The Inauthenticity of Authenticity
The dominant moral system is that of authenticity. In the morality of authenticity, one is only acting morally if one is acting most like “oneself.” And one is acting like “oneself” insofar as one is acting differently from everyone else. That is what is viewed as one’s individualism. At the same time, claims of authenticity also get wrapped up in various group identities. Not only must one be authentically oneself, but one must also be authentically black, authentically Hispanic, authentically Asian, (but never authentically white, because that’s racist), authentically gay or lesbian or trans, etc.
This morality of authenticity is most typically associated with progressive, postmodern thinking; however, this morality is in fact deeply conservative. The morality of authenticity demands that we remain exactly who we are at all times and never change. In that way, it is deeply essentialist — in a way that makes religious essentialism look outright liberal in its plasticity! More, the morality of authenticity demands that we stay in whatever culture we are born into, and never try to change that culture, neither from within and certainly never from without. This makes believers in the morality of authenticity traditionalists whose traditionalism would make political conservatives blush.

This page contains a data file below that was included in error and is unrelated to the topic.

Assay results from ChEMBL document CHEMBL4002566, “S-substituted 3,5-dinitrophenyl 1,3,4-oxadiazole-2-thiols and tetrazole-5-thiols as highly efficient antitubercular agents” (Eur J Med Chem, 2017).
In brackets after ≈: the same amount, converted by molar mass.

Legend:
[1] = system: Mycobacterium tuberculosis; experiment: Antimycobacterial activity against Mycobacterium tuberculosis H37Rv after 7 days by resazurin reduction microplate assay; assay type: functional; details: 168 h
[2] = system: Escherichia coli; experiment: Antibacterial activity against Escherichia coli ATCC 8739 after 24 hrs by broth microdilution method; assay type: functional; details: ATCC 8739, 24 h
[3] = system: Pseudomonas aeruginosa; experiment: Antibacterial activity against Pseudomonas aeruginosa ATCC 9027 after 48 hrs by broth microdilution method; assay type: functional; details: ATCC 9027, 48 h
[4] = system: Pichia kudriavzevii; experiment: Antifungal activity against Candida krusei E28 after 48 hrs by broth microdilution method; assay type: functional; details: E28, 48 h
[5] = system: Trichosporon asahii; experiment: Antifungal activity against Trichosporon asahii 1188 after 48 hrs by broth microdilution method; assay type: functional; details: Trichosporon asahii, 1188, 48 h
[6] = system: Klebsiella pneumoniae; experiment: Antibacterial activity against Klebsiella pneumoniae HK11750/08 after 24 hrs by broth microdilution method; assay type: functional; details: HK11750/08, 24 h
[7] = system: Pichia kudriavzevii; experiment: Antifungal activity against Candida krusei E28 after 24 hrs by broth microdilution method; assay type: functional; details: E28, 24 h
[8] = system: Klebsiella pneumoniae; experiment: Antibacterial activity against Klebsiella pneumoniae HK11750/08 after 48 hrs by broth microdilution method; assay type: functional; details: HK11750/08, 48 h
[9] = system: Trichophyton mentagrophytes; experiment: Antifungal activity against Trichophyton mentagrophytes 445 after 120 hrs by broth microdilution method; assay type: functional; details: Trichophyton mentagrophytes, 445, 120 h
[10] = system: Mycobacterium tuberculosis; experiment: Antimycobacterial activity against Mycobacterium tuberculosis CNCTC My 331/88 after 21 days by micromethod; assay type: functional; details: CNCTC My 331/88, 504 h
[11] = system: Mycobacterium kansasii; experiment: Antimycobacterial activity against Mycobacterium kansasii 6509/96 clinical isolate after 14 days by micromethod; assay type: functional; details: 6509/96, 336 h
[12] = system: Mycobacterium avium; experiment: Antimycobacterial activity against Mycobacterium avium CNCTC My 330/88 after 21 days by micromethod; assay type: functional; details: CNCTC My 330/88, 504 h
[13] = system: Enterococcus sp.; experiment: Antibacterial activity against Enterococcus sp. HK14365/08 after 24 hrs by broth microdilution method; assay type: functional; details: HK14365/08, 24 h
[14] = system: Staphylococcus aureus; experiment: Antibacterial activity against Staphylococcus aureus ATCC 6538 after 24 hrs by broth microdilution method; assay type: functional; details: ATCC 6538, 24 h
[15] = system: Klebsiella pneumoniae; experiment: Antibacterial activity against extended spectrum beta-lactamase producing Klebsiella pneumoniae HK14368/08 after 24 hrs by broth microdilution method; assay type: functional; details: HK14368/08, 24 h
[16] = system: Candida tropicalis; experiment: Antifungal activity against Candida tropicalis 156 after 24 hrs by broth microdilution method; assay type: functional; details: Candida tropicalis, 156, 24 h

In this sense, the morality of authenticity ignores the fact that humans do in fact change over time, and that cultures and subcultures are fluid as well. Oddly, though, this demand that people remain unchanging is a demand made most strongly on minority groups. Blacks must remain authentically black; gays must remain authentically gay; women must remain authentically women. However, white, straight men must remain open and ready and willing to change, and the majority culture must always be fluid and accepting. Failure to do so makes one racist, sexist, and homophobic.